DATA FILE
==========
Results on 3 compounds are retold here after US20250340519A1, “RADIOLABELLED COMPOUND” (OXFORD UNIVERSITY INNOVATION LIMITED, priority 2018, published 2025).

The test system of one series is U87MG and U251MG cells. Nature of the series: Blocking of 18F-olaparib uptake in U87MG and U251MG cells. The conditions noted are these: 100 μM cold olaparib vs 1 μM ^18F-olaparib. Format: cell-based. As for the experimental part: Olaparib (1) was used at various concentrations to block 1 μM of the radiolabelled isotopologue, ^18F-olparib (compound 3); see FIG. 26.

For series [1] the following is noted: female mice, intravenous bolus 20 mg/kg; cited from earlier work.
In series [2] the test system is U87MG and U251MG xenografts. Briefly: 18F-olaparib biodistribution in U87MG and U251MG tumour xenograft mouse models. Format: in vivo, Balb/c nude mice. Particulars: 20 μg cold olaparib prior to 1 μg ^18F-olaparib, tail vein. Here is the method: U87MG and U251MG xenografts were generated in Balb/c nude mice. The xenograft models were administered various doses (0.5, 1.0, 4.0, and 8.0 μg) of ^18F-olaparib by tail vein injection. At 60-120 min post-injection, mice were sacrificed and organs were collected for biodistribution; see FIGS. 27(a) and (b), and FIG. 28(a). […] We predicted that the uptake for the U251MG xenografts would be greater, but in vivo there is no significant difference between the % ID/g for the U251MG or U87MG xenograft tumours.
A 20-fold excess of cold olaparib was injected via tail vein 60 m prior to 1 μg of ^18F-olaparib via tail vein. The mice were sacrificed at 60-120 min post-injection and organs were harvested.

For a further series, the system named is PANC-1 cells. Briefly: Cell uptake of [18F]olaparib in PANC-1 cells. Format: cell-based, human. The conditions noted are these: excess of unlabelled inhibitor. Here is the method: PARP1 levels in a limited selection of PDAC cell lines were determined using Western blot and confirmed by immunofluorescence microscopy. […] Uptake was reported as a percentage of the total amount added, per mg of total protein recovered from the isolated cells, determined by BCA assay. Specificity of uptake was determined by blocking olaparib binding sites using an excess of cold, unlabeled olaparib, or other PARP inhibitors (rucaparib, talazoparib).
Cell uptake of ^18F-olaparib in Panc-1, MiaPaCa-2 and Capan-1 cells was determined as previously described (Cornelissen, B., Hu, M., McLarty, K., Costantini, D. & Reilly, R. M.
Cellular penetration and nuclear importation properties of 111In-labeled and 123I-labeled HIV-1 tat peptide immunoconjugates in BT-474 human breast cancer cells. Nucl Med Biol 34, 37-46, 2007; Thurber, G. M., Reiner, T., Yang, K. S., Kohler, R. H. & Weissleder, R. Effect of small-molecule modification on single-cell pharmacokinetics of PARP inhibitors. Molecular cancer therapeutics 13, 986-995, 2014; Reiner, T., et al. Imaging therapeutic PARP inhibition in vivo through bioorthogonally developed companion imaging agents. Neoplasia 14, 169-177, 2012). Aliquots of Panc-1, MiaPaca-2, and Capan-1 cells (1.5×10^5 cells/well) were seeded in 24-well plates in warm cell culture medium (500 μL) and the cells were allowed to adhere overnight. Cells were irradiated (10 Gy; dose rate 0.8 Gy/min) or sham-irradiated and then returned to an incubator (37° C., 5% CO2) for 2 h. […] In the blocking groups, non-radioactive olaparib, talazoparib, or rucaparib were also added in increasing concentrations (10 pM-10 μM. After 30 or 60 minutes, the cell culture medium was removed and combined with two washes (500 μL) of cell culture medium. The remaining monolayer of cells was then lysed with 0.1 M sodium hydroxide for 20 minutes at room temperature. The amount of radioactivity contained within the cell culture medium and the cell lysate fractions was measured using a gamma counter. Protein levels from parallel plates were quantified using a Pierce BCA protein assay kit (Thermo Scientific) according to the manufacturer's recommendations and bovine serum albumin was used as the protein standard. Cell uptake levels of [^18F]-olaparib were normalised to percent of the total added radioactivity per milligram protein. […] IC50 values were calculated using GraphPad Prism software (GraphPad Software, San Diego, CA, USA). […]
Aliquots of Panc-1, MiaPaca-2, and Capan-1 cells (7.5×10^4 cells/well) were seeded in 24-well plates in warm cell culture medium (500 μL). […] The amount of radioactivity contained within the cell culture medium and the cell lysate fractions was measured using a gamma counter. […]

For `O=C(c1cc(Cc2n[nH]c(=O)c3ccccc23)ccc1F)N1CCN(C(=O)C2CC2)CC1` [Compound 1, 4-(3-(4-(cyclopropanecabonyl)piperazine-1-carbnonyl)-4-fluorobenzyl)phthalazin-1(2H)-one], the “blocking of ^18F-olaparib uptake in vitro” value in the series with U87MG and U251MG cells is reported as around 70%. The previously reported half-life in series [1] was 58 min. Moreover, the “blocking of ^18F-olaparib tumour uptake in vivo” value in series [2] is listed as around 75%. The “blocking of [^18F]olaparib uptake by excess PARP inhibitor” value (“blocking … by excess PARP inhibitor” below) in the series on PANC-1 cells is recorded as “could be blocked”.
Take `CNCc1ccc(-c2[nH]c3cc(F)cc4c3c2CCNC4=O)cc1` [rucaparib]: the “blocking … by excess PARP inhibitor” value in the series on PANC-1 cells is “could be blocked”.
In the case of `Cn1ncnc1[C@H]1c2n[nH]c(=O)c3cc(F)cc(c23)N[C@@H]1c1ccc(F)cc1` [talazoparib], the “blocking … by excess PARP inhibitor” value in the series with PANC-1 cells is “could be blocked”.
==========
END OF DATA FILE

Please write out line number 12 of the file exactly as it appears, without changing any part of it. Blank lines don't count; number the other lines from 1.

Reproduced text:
In the case of `Cn1ncnc1[C@H]1c2n[nH]c(=O)c3cc(F)cc(c23)N[C@@H]1c1ccc(F)cc1` [talazoparib], the “blocking … by excess PARP inhibitor” value in the series with PANC-1 cells is “could be blocked”.